Introduction | How The Hell Do I Learn To Play Drum Solos?
For a long time, learning how to play drum solos always seemed elusive to me. How does one learn to do this? How do you get all these cool drumming ideas to come out of your body and flow? And how do you get to the level where you can just improvise and the stuff you play just sounds good?
Seems mysterious, doesn’t it? And it still probably seems mysterious to many. But there is actually a logical way to work on it.
Let’s assume you have strong technique and your time is solid. You’re in good shape with those two skills under your belt. But there’s more to learning to solo than that.
I always thought that the most important first step to soloing was having something to say. You can’t speak if you don’t have vocabulary, right? So, for me, that seems like the next important step. Technique? Check. Time feel and steady time? Check. Vocabulary? Uhhhhh…. OK… let’s dig into that.
First, you need to find things to play that you like. Things you think sound good. We’ll talk about that below. But you also need to be able to recall it. How do you get it to “come out” when you play? We’ll talk about that below too.
But first, let’s talk about my first discovery about how to learn to develop some vocabulary and then put it together.
Weckl’s Continuous Triplet Exercise
The first hint I got about how to gather vocabulary in pursuit of being able to solo came from Dave Weckl’s great video from the 80s, “The Next Step.” In one section of that video, Weckl explains and demonstrates an exercise where he plays 16th note triplets continuously and uses many different hand/foot combinations (Foot-Right-Left; Right-Left-Foot-Foot, etc) while he does that.
I’ve written about this video before, and you can check that out here: Soloing in Triplets from Weckl’s “The Next Step”
The continuous 16th note triplet exercise will help you learn to flow and it will help you with vocabulary in that metric.
And there is another clue in Weckl’s exercise on how to work on this stuff. Clearly, Weckl organized at least some of his practice by focusing on one subdivision at a time. And that makes sense to me. Why not organize your practice by separating the different metrics you are likely to use? Knock them off one by one before putting them together. That makes sense to me.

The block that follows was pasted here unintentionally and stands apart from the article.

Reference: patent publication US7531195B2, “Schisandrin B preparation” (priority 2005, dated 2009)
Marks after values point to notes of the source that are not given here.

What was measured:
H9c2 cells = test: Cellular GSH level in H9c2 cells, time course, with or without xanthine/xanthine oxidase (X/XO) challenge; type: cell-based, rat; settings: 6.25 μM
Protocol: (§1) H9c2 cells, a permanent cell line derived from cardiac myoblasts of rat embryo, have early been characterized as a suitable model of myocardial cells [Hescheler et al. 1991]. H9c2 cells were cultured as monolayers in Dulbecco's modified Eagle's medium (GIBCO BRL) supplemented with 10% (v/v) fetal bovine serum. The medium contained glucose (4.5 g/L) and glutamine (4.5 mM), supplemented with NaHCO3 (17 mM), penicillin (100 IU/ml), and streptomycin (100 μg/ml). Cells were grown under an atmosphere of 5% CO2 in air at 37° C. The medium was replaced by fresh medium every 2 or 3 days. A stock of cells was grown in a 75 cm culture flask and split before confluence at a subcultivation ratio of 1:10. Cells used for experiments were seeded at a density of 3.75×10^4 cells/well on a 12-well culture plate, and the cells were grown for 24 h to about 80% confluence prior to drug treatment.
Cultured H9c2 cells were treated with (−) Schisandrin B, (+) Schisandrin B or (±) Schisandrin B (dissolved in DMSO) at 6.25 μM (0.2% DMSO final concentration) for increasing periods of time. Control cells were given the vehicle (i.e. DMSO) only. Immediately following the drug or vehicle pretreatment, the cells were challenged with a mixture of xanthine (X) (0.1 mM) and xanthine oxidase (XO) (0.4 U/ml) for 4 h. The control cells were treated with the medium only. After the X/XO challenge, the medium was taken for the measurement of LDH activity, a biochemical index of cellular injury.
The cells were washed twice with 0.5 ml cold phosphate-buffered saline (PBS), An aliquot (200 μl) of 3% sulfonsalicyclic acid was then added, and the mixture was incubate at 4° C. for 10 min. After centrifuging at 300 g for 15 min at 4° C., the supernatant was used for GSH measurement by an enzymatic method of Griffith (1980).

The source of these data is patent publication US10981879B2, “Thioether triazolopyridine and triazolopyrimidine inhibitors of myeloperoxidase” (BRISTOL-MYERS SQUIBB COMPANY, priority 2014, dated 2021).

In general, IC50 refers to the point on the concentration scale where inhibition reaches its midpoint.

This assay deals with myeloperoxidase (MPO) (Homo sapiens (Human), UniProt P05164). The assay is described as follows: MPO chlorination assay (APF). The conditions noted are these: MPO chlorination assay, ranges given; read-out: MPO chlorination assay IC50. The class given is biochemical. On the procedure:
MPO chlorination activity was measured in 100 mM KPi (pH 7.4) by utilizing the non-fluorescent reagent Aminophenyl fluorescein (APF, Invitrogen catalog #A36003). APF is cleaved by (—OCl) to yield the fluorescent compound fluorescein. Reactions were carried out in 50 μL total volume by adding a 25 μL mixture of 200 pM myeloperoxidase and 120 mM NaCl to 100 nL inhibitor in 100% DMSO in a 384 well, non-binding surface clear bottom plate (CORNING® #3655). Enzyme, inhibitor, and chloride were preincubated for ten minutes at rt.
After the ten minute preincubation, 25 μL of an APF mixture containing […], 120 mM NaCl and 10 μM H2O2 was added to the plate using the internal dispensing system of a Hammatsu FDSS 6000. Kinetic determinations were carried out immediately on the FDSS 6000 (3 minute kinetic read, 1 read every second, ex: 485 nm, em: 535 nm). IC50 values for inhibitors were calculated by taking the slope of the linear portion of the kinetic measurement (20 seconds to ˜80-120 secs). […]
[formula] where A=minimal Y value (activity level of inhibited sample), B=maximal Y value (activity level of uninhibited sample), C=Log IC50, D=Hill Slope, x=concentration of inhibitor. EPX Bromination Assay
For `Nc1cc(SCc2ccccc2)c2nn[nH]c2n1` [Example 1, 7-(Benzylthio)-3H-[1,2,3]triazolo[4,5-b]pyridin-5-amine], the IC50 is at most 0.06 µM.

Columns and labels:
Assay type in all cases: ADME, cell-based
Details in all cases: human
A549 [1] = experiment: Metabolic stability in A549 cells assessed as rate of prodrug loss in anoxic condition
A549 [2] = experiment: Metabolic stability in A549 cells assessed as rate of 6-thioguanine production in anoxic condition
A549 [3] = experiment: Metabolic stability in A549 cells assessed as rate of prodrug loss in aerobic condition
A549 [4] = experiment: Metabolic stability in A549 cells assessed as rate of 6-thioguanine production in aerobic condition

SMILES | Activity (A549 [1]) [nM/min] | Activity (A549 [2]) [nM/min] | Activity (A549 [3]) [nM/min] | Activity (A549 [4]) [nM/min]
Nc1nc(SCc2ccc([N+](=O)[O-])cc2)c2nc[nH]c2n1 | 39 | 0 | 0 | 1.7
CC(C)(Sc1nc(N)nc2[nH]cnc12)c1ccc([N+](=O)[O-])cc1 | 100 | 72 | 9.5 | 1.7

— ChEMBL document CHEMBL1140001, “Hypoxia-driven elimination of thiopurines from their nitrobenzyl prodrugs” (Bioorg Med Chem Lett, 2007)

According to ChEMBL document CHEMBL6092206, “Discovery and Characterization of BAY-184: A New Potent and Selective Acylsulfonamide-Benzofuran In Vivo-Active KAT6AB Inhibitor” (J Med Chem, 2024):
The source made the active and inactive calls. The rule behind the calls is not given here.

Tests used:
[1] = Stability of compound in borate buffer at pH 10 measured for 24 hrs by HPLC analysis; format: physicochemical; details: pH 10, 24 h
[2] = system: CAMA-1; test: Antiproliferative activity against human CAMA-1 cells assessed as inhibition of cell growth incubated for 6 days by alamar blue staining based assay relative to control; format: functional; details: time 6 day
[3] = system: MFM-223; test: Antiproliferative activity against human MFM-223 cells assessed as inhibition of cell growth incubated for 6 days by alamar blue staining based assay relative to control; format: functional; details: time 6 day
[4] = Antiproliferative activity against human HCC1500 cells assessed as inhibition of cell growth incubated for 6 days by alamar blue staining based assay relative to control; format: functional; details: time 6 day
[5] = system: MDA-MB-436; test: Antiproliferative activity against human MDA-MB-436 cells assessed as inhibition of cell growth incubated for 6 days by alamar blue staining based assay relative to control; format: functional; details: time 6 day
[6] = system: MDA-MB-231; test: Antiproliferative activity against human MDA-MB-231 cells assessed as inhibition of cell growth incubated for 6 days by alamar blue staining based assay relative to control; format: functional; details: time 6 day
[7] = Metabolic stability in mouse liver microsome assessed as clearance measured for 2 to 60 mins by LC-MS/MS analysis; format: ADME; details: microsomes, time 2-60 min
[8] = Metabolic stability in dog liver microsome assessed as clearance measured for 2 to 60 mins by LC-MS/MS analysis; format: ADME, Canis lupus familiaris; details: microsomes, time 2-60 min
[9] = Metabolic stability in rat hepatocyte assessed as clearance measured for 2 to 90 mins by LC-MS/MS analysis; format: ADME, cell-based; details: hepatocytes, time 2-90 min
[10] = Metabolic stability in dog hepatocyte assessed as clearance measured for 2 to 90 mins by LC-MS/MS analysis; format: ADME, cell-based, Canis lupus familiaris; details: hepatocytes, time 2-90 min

Organizing this way, I’d work on 16th notes, 16th note triplets and 32nd notes. Each separately.
Let’s dig a little deeper into this exercise. When Weckl blows through the exericise in the video, he’s putting together vocabulary he already knows. But there are some steps before that. You have to decide what vocabulary you like. Finding the vocabulary you like enough to commit to memory is a entirely different process of its own.
Finding the Vocabulary You Like
You’ll have to transcribe. Learn some solos of the drummers whose soloing you love. Then, take the ideas from the solo you like and mess around with them. How can you make them different? See if you can create new stuff that you think sounds cool but that is inspired by the drummers you like.
You can also just make up stuff. For example, you could just decide to explore five note grouping ideas applied to 16th note triplets or any other metric. You can take a rudiment you like and substitute a bass drum or two for other notes in the pattern.
And the above begs the question: do I have to have strong technique? Do I have to learn the rudiments? I vote, “yes.” Technique and rudiments will only help you if you are seeking to be able to play drum solos. Philly Joe Jones used rudiments extensively in his solos. Technique is important, no doubt.
Great. But how do you put yourself in a position where everything that comes out during the solo sounds so good? When Weckl does that exercise in the video, everything he plays sounds great.
Well, some of that is technique. But the rest of it is that he has vocabulary he likes and in the video, he’s just putting it together in different ways.